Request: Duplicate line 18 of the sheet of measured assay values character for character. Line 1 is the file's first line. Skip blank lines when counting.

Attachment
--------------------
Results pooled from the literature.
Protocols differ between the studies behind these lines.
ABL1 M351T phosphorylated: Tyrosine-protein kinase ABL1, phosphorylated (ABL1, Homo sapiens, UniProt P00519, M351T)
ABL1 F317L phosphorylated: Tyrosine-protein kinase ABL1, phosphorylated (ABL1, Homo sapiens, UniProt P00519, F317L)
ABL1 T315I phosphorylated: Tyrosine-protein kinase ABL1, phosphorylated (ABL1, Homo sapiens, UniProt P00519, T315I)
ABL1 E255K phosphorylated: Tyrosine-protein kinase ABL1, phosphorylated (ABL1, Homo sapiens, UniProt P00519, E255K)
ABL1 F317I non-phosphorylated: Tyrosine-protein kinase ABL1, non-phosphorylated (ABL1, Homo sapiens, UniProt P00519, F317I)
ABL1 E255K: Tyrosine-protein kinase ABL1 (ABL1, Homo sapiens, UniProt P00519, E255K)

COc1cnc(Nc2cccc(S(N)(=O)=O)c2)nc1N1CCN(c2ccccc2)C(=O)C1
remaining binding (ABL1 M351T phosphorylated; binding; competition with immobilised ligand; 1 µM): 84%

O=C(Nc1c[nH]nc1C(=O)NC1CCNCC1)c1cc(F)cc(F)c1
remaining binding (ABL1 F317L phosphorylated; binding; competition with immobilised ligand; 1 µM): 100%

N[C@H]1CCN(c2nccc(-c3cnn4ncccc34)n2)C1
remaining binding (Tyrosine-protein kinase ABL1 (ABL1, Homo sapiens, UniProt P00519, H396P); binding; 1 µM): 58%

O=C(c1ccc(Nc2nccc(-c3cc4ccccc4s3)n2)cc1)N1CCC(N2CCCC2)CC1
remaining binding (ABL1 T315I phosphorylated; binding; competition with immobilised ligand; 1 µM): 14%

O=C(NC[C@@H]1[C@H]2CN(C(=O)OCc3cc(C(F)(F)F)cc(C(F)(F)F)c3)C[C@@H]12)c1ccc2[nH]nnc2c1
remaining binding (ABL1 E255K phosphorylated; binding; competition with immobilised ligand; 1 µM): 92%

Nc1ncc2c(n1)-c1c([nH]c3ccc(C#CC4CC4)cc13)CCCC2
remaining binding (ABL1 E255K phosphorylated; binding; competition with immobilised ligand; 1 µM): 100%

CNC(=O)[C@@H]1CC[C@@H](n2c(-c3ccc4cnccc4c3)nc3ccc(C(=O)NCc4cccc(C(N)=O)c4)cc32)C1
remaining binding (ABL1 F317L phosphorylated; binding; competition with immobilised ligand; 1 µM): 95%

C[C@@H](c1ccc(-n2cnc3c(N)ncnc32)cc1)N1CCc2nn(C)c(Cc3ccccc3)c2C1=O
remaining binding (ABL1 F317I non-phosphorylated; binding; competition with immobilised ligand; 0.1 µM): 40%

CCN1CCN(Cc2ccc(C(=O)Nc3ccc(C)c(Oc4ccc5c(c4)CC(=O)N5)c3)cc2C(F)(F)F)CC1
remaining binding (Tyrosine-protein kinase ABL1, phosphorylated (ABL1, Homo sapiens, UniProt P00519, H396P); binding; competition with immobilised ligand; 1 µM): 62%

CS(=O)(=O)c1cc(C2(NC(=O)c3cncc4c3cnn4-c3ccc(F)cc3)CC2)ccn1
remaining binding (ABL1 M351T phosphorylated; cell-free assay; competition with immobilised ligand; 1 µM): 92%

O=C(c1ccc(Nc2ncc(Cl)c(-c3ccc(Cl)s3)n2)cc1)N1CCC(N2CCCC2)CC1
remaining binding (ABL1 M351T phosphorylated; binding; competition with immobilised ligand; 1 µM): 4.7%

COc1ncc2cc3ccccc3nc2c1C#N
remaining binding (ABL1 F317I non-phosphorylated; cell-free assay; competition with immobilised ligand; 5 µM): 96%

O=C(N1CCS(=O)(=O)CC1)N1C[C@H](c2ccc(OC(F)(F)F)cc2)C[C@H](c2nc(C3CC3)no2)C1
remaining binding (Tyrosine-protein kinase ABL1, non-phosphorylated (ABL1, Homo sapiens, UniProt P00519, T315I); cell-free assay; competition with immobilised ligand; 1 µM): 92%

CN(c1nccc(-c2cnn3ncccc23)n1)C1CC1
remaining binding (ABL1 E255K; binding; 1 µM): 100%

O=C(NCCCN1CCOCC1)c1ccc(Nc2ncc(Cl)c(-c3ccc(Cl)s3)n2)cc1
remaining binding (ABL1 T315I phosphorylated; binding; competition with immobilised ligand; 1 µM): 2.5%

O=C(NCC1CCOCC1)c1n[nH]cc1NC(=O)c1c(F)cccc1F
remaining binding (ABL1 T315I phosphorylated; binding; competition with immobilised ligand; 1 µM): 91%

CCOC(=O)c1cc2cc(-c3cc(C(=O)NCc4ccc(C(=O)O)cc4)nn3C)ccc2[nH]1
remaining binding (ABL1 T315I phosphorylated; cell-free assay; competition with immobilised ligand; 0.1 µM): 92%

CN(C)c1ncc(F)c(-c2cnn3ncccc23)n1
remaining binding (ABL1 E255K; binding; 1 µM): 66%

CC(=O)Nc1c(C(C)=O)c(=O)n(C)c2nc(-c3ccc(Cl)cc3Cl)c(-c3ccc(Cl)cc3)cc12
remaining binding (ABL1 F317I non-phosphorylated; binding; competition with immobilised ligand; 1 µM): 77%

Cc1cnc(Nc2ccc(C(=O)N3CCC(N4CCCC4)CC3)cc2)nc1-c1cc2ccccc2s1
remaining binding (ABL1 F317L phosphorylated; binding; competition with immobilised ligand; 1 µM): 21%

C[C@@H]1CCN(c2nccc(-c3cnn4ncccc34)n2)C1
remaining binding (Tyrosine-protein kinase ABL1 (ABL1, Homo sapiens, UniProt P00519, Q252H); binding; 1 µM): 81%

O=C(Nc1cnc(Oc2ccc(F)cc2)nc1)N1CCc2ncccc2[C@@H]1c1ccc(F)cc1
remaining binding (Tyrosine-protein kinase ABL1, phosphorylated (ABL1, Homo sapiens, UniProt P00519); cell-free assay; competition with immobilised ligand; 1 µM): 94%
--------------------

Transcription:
remaining binding (ABL1 E255K phosphorylated; binding; competition with immobilised ligand; 1 µM): 92%